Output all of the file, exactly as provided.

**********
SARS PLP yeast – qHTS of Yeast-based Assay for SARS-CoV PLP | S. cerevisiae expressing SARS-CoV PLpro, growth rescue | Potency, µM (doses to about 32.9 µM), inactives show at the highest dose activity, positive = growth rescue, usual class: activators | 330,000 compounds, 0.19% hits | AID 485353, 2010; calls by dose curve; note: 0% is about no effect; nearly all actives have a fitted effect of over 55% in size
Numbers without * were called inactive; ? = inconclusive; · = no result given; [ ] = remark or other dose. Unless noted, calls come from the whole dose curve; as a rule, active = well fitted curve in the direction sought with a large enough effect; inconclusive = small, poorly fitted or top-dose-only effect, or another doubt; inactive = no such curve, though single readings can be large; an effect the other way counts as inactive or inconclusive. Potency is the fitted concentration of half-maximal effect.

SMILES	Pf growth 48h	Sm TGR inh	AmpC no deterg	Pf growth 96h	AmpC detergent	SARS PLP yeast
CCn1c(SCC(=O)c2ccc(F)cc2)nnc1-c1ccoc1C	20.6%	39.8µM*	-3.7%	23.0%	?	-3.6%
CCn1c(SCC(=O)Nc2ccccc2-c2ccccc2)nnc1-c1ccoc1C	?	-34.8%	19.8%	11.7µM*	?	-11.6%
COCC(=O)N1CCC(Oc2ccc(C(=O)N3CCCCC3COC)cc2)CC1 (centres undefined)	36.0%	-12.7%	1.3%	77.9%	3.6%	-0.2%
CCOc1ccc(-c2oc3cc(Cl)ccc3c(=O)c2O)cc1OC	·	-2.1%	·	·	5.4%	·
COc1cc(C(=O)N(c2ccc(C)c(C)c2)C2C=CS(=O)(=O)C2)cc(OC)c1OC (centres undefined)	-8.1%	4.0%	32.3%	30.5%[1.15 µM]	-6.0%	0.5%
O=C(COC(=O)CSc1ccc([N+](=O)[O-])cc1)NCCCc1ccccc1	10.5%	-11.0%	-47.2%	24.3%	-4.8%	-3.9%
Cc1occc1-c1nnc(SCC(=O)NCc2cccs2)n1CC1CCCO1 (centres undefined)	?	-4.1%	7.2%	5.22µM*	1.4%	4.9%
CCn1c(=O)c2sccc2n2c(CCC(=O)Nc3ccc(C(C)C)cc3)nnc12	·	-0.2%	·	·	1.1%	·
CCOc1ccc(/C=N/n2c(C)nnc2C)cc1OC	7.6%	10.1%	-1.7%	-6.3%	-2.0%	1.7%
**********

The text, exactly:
SARS PLP yeast – qHTS of Yeast-based Assay for SARS-CoV PLP | S. cerevisiae expressing SARS-CoV PLpro, growth rescue | Potency, µM (doses to about 32.9 µM), inactives show at the highest dose activity, positive = growth rescue, usual class: activators | 330,000 compounds, 0.19% hits | AID 485353, 2010; calls by dose curve; note: 0% is about no effect; nearly all actives have a fitted effect of over 55% in size
Numbers without * were called inactive; ? = inconclusive; · = no result given; [ ] = remark or other dose. Unless noted, calls come from the whole dose curve; as a rule, active = well fitted curve in the direction sought with a large enough effect; inconclusive = small, poorly fitted or top-dose-only effect, or another doubt; inactive = no such curve, though single readings can be large; an effect the other way counts as inactive or inconclusive. Potency is the fitted concentration of half-maximal effect.

SMILES	Pf growth 48h	Sm TGR inh	AmpC no deterg	Pf growth 96h	AmpC detergent	SARS PLP yeast
CCn1c(SCC(=O)c2ccc(F)cc2)nnc1-c1ccoc1C	20.6%	39.8µM*	-3.7%	23.0%	?	-3.6%
CCn1c(SCC(=O)Nc2ccccc2-c2ccccc2)nnc1-c1ccoc1C	?	-34.8%	19.8%	11.7µM*	?	-11.6%
COCC(=O)N1CCC(Oc2ccc(C(=O)N3CCCCC3COC)cc2)CC1 (centres undefined)	36.0%	-12.7%	1.3%	77.9%	3.6%	-0.2%
CCOc1ccc(-c2oc3cc(Cl)ccc3c(=O)c2O)cc1OC	·	-2.1%	·	·	5.4%	·
COc1cc(C(=O)N(c2ccc(C)c(C)c2)C2C=CS(=O)(=O)C2)cc(OC)c1OC (centres undefined)	-8.1%	4.0%	32.3%	30.5%[1.15 µM]	-6.0%	0.5%
O=C(COC(=O)CSc1ccc([N+](=O)[O-])cc1)NCCCc1ccccc1	10.5%	-11.0%	-47.2%	24.3%	-4.8%	-3.9%
Cc1occc1-c1nnc(SCC(=O)NCc2cccs2)n1CC1CCCO1 (centres undefined)	?	-4.1%	7.2%	5.22µM*	1.4%	4.9%
CCn1c(=O)c2sccc2n2c(CCC(=O)Nc3ccc(C(C)C)cc3)nnc12	·	-0.2%	·	·	1.1%	·
CCOc1ccc(/C=N/n2c(C)nnc2C)cc1OC	7.6%	10.1%	-1.7%	-6.3%	-2.0%	1.7%